Single Catholics Have the Friendship of John Paul II

Right after the death of Pope John Paul II, I saw a lot of interviews, and for that matter, I gave a lot of interviews. People spoke about the Holy Father’s impact on youth, on women, on the geopolitical balance of power in the world. But no one talked about his impact on single adults.

A Compelling Message

I am the perfect person to do that, because it’s partly Pope John Paul II’s fault that I’m single in the first place.

How could my unmarried state possibly be his fault? Well, twenty years ago I was a senior in college. I was planning on a brief career in corporate communications, followed by marriage, children and a white picket fence. Then my school, the University of San Francisco, sponsored a four-part speaker series on chastity. Most of the talks weren’t just about chastity — they were about John Paul II’s “Theology of the Body.”

Something very powerful happened to me when I heard the Holy Father’s message. He spoke about love, about respect, about how respecting ourselves and respecting our sexuality leads to the love we often seek in sex — and don’t find.

Suddenly I wanted more than anything to spread that message. More than I wanted a corporate career, more than I wanted marriage and a family.

A year later, I received a call from a local pregnancy center. They were forming a speaker’s bureau to go into the local schools, and asked me if I would be one of the speakers. I was scared out of my brain, but I did it. I gave one talk, which led to five talks, which led to 25 talks, which led to today. Nineteen years after my first talk, and I still do no advertising. (Well, except for my little web site that’s rarely up to date!)

I didn’t give up the idea of marriage through all of this, but I didn’t really put it on the front burner, either. Face it — the life of a Catholic speaker is hardly conducive to building a love life. I spent a lot of time on airplanes. I met a lot of teens, parents and priests.

Christ Has Chosen You

What it boils down to is this: this work didn’t happen because I made it happen. This work happened to me, as did all the consequences which flow from that work. God made it happen, I didn’t. I honestly believe it happened because of the pontificate of John Paul II. Not just in the sense that I was inspired by his work. It was the grace of his pontificate — the grace that his personal sanctity brought into the world, which has initiated and fueled this work

In reading a collection of John Paul II’s talks to youth, I notice that in one talk he points out that the Apostles were not “volunteers.” Christ chose them. In the same way He chose me to do this work during the single phase of my life. And, in the same way, I suspect He has chosen you to do something, or impact the world in some way, while you are single.

John Paul II is in many ways a patron for the unmarried. This was a man who knew the experience of living without a family. His mother died when he was nine. He lost his only brother while he was still a teenager, and his father when he was in his early 20s. And so he was alone. He maintained strong relationships with his childhood friends, building up a strong “communion of persons” which lasted throughout his life. He participated in their families’ lives — marrying them, baptizing their children, celebrating their milestones with them.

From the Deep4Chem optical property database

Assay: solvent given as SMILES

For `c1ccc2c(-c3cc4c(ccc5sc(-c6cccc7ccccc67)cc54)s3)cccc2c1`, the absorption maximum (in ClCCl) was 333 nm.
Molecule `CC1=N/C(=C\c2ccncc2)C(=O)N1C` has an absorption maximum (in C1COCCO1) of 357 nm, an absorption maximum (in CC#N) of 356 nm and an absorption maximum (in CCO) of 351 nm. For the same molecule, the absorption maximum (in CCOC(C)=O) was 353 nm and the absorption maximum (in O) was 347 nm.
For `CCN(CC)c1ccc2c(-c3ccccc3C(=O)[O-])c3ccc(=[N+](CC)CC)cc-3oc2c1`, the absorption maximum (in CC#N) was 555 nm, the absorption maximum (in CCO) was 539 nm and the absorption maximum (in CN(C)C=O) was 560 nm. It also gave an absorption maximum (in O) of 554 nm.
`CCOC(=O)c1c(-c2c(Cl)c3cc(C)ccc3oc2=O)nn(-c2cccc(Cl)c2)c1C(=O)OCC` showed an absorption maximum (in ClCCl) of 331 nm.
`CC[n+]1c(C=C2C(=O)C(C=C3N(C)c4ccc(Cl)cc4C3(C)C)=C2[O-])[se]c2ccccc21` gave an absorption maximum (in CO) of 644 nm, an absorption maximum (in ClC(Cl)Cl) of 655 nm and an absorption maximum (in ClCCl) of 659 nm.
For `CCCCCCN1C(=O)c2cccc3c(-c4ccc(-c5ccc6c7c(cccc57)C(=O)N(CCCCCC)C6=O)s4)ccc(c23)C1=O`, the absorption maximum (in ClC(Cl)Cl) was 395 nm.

Close to Christ, Embraced by the Church

And even though he lived his life as a religious celibate, he never forgot the experience of being unmarried and without a family. In his apostolic letter to families, he wrote:

I wish to add a further word for a category of people whom, as a result of the actual circumstances in which they are living, and this often not through their own deliberate wish, I consider particularly close to the Heart of Christ and deserving of the affection and active solicitation of the Church and of pastors.

There exist in the world countless people who unfortunately cannot in any sense claim membership of what could be called in the proper sense a family…. There are others who, for various reasons, have been left alone in the world. And yet for all of these people there exists a “good news of the family.”

For those who have no natural family the doors of the great family which is the Church — the Church which finds concrete expression in the diocesan and the parish family, in ecclesial basic communities and in movements of the apostolate — must be opened even wider. No one is without a family in this world: the Church is a home and family for everyone, especially those who “labor and are heavy laden” (Familiaris Consortio 85).

Did you catch that? He’s saying that he considers us “particularly close to the heart of Christ.” And he’s telling the Church, as in “the diocesan and the parish family” to acknowledge and embrace us!

I honestly believe that John Paul II understood us in a way very few others do. On earth, he was in a position to write a very important letter encouraging Church leaders to recognize us. In heaven, he’s in a position to hear our prayers, and to intercede for us with the God he served so faithfully.

I’ve decided he’s the patron of my work with single adults. I would highly recommend him as your patron, too.

Ask him to pray for you.

Mary Beth Bonacci, in addition to being a Catholic Match columnist is an internationally known speaker. Mary Beth holds a bachelor's degree in Organizational Communication from the University of San Francisco, and a master's degree in Theology of Marriage and Family from the John Paul II Institute at Lateran University. You may visit her website at

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